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National health insurance plan needed to reduce burden on people


Non-communicable diseases (NCDs) pose a major health challenge for Myanmar.
We have managed to reduce cases of communicable diseases by a certain extent, but non-communicable diseases are hindering Myanmar’s economic growth and plans for sustainable development.
The four major groups of NCDs — cardiovascular diseases, cancer, chronic respiratory diseases, and diabetes — account for over 80 per cent of all NCD-related deaths and share the same four major risk factors: tobacco use, alcohol abuse, unhealthy diet, and physical inactivity.
Despite growing global interest in NCDs, progress has been insufficient as countries with limited resources struggle with weak health systems and poor national capacities, including technical expertise, research capacity, and surveillance and program evaluation data.
The number of cancer patients has been rising in our country. Hence, the Ministry of Health and Sports is doing research on reducing non-communicable diseases.
Meanwhile, it has been found that the budget allocation for health and sports for the 2019-2020 fiscal year is just 3.6 per cent of the total budget of the Union. There are seven departments under the Ministry of Health and Sports. The Medical Services Department used about 58.7 per cent of the ministry’s budget, while the sports department got just 2 per cent.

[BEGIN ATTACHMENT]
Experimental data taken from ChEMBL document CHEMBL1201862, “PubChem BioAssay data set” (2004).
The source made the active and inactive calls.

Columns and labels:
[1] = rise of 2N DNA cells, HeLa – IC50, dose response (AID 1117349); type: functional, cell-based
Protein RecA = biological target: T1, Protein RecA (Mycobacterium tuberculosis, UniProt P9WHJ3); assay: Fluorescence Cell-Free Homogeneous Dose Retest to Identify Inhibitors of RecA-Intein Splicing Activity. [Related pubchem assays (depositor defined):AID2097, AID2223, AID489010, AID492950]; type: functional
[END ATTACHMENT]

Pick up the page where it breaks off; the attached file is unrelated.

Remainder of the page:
This shows that we are spending much of the ministry’s budget on medical services and there is weakness in our healthcare system when it comes to disease prevention through physical activity and fitness. At the same time, people are spending 80 per cent of their income on health, while hospitals and clinics do not have sufficient medicines for patients.
Hospitals in townships are facing a shortage of vaccines, such as anti-venom and rabies vaccines, and human resource, which is putting a burden on the people and leading to misunderstanding among the people.
This comes from the weakness of our healthcare system.
The situation demands a national health insurance system to reduce the burden on the country and the people.
It is worth noting that the Ministry of Health and Sports is working on drafting a national health insurance bill.
The Hluttaw Health, Sports and Culture Committee is collaborating with the Westminster Foundation for Democracy (WFD) on cancer research. The results from the research would be helpful for our healthcare system.
We are confident that a national health insurance system would relieve the healthcare burden on the people and provide them with access to affordable essential medicines and vaccines for NCDs.

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